Maui Prep living in the moment; top seed Kohala awaits

The future is bright for Maui Prep boys basketball, but there is nothing quite like relishing the present for coach Zach Bailey and his squad. Na Pueo are 16-0 entering the Division II title game of the Heide & Cook/HHSAA Boys Basketball State Championships. Photo courtesy of Zach Bailey.

If you ask, Zach Bailey will tell you why basketball life on the Valley Island is good.

Very good. After all, building a Division II powerhouse on an island that had limited access to facilities and offseason leagues for such a long time is not easy.

For Bailey, a Physical Education and Health teacher at Maui Preparatory Academy, nothing is quite like the moment. His boys basketball squad is two steps away from a state championship after racing past KIF champion Kapaa, 75-50, on Thursday.

“We’re grateful to be here and have a chance to do something great,” Bailey said. “We just want to relish this time.”

As usual, unbeaten Na Pueo had balanced scoring with an offense that runs through Drew Triplett. The 6-foot-1 senior had 18 points on efficient shooting: 6-for-9 from the field and 6-for-7 at the free-throw line. He also got fairly close to a triple-double with seven rebounds and eight assists, committing only two turnovers. Dylan Falk tallied 18 points, including 4-for-8 from 3-point range, and Jimmy Falk scored 12 points.

Koenig Biegle added nine points and a team-high nine rebounds, and Levi Basurto had eight points. It was essentially a six-man rotation until three younger Pueo entered the game in the final two minutes.

“No surprises. I saw some film (on Kapaa) and we knew what to expect. We executed our game plan,” Bailey said. “We started out slow and adjusted to the physicality and how the game’s being called. We settled down and took good shots, and defended.”

Next up is top-seeded Kohala, the defending D-II state champion. Looking ahead beyond the semifinals is not exactly what MPA does. Na Pueo has been active and training year-round, the results show, and that edge, that chip is on those shoulders.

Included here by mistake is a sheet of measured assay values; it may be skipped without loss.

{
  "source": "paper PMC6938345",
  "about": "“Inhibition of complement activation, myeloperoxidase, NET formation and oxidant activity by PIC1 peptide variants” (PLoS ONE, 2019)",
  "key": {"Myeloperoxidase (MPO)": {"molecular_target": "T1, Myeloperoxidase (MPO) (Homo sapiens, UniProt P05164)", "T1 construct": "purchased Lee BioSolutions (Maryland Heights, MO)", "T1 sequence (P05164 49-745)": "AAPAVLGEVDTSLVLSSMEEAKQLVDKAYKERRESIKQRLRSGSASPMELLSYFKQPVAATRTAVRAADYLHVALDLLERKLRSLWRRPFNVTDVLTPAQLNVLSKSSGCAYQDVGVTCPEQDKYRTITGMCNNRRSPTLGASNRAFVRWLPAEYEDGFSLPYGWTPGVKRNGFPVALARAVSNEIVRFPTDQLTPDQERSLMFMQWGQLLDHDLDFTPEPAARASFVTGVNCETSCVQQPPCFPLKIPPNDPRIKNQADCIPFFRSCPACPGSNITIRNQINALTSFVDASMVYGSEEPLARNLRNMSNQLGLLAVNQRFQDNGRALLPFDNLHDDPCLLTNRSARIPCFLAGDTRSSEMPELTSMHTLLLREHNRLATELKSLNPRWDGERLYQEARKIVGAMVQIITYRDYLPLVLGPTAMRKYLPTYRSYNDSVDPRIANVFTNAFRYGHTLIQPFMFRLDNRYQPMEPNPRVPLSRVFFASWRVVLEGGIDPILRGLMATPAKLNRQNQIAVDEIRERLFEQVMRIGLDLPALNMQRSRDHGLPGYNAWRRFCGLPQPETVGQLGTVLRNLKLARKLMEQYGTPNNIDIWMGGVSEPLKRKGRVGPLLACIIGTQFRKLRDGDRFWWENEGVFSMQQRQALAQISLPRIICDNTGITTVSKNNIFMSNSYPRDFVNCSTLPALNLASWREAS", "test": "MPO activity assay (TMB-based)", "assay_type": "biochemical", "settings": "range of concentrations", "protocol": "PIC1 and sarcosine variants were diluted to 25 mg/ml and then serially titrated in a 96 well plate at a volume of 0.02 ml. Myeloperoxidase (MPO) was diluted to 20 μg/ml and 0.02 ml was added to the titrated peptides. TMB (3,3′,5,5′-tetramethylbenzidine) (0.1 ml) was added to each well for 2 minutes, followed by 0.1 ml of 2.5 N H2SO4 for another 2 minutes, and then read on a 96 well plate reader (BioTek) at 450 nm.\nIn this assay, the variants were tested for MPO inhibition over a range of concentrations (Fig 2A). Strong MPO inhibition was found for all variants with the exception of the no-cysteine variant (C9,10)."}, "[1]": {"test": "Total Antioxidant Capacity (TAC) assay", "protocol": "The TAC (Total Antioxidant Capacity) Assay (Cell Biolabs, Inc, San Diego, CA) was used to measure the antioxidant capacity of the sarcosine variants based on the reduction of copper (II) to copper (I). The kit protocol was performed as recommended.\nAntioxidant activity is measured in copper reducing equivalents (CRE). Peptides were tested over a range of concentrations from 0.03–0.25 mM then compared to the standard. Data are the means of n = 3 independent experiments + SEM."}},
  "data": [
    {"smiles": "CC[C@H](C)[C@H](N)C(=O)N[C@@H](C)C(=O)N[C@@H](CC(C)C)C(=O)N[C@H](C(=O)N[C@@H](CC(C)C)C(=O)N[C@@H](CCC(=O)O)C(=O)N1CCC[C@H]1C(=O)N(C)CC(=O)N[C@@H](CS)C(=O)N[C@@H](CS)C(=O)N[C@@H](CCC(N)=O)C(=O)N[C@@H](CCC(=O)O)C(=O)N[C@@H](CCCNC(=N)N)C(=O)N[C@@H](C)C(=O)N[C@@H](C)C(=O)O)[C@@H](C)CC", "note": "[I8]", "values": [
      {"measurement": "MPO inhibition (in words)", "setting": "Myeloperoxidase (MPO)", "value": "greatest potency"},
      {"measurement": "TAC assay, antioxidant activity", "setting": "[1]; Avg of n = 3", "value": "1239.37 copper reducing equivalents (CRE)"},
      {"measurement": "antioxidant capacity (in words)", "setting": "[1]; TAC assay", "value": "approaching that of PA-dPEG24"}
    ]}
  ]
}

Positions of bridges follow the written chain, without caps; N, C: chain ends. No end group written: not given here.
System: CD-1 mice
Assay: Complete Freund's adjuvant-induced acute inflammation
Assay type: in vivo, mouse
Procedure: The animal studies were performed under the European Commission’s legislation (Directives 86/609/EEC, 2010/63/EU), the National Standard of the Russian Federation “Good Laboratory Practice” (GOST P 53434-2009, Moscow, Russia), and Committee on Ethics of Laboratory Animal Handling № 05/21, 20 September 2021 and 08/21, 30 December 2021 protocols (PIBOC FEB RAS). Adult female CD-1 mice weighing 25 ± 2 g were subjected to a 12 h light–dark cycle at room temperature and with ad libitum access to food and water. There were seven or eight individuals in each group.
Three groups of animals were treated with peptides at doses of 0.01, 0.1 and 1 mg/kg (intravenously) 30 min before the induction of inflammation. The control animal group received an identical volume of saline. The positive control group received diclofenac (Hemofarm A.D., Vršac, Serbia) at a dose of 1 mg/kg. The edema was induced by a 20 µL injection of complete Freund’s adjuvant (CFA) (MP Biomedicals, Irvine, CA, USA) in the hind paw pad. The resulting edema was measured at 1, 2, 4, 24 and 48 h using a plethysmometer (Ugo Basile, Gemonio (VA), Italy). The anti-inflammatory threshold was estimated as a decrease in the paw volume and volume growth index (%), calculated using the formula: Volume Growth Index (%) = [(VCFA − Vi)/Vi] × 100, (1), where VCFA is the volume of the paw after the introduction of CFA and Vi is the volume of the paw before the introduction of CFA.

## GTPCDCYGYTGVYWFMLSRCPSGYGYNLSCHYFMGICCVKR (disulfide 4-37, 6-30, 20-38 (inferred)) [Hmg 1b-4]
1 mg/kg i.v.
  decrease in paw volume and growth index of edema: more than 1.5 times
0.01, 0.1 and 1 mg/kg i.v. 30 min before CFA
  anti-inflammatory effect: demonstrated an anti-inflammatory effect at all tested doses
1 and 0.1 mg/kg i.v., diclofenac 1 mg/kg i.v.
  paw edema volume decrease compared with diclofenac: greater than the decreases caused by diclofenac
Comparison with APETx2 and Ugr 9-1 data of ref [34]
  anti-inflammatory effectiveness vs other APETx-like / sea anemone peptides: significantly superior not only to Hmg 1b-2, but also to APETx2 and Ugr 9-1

“They don’t need extra motivation, but when they see the rankings and seedings, they’re ‘All right. Fine.’ But it’s just a number next to our name,” Bailey said. “A ranking doesn’t matter. You’ve still got to play the game.”

Maui Prep was 3-0 during its preseason trip to Oahu, when Triplett scored 51 against Saint Louis I-AA and a more modest 31 against Kaiser. He has not reached the 30-point threshold in three weeks, eschewing big scoring totals for stronger team results.

Triplett’s evolution was likely to happen sooner or later. Opposing coaches would have regularly sent specialized defenses to counter him. He still gets more attention than most.

“(Kapaa) keyed in on him, but he’s so versatile and we have other guys who are capable,” coach Bailey said. “One of our other guys was hitting from 3, so who are you going to guard? We have balance, which is awesome.”

Triplett averaged 32.3 points per game through five preseason games and three regular-season contests. In his last seven games, he is averaging 17.3 points per game. Maui Prep (15-0 overall) has won by an average margin of 35.1 points in those seven contests.

Kohala presents a host of problems for any foe. The Cowboys are experienced, talented and have an offensive force in guard O’Shen Cazimero, the 2020 Hawaii Gatorade player of the year.

“They have a really good guard in 20. He’s really shifty, can score in transition, hits the mid-range, good from 3 and he gets other guys involved,” Bailey said. “Their other guys, they have a knockdown shooter and another guy can score baseline to baseline. They dive on the floor to get loose balls.”

Cazimero, like Triplett, is in a special category.

“It’s good to have a great player, but he makes other guys better,” Bailey said. “He’s a left-handed version of Drew.”

MPA in some ways is similar to Academy of the Pacific (AOP) many moons ago, a D-II program that eventually gravitated to D-I and became a statewide powerhouse in short time. Unlike AOP, however, MPA is built for the long haul. New gym, beautiful new campus, and a coach/teacher on staff. Bailey is originally from Florida, where schools and talent abound.

On Maui, it has been a pandemic of restrictions and even without those, there just aren’t a lot of year-round leagues, tournaments and camps. So why does Bailey stay?

“The opportunity at Maui Prep, where people believe in me. My wife and kids are comfortable in the community. In education, we do it for the kids and relationships,” Bailey said. “One of our pillars is about relationships in life. Enjoy it. Be in the moment. Help them grow.”


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